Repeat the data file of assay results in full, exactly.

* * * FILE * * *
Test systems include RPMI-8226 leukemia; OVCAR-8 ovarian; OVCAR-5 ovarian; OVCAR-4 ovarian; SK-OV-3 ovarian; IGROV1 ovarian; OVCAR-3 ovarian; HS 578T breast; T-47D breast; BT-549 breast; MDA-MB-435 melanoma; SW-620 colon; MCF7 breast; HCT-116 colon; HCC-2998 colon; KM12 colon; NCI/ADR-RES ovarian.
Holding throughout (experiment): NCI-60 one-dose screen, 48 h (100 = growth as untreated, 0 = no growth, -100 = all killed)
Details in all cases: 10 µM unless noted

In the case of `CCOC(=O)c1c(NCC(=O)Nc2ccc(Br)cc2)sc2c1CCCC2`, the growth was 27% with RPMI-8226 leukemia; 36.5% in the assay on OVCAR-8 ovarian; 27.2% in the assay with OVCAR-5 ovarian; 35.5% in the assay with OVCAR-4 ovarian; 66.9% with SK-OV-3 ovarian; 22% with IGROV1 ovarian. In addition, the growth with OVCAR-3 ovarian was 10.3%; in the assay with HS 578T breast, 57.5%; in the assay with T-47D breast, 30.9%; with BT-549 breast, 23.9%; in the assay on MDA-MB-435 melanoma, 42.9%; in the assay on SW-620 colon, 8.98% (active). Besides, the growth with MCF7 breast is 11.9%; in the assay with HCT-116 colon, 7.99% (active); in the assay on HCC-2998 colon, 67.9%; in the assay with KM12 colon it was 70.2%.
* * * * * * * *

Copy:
Test systems include RPMI-8226 leukemia; OVCAR-8 ovarian; OVCAR-5 ovarian; OVCAR-4 ovarian; SK-OV-3 ovarian; IGROV1 ovarian; OVCAR-3 ovarian; HS 578T breast; T-47D breast; BT-549 breast; MDA-MB-435 melanoma; SW-620 colon; MCF7 breast; HCT-116 colon; HCC-2998 colon; KM12 colon; NCI/ADR-RES ovarian.
Holding throughout (experiment): NCI-60 one-dose screen, 48 h (100 = growth as untreated, 0 = no growth, -100 = all killed)
Details in all cases: 10 µM unless noted

In the case of `CCOC(=O)c1c(NCC(=O)Nc2ccc(Br)cc2)sc2c1CCCC2`, the growth was 27% with RPMI-8226 leukemia; 36.5% in the assay on OVCAR-8 ovarian; 27.2% in the assay with OVCAR-5 ovarian; 35.5% in the assay with OVCAR-4 ovarian; 66.9% with SK-OV-3 ovarian; 22% with IGROV1 ovarian. In addition, the growth with OVCAR-3 ovarian was 10.3%; in the assay with HS 578T breast, 57.5%; in the assay with T-47D breast, 30.9%; with BT-549 breast, 23.9%; in the assay on MDA-MB-435 melanoma, 42.9%; in the assay on SW-620 colon, 8.98% (active). Besides, the growth with MCF7 breast is 11.9%; in the assay with HCT-116 colon, 7.99% (active); in the assay on HCC-2998 colon, 67.9%; in the assay with KM12 colon it was 70.2%.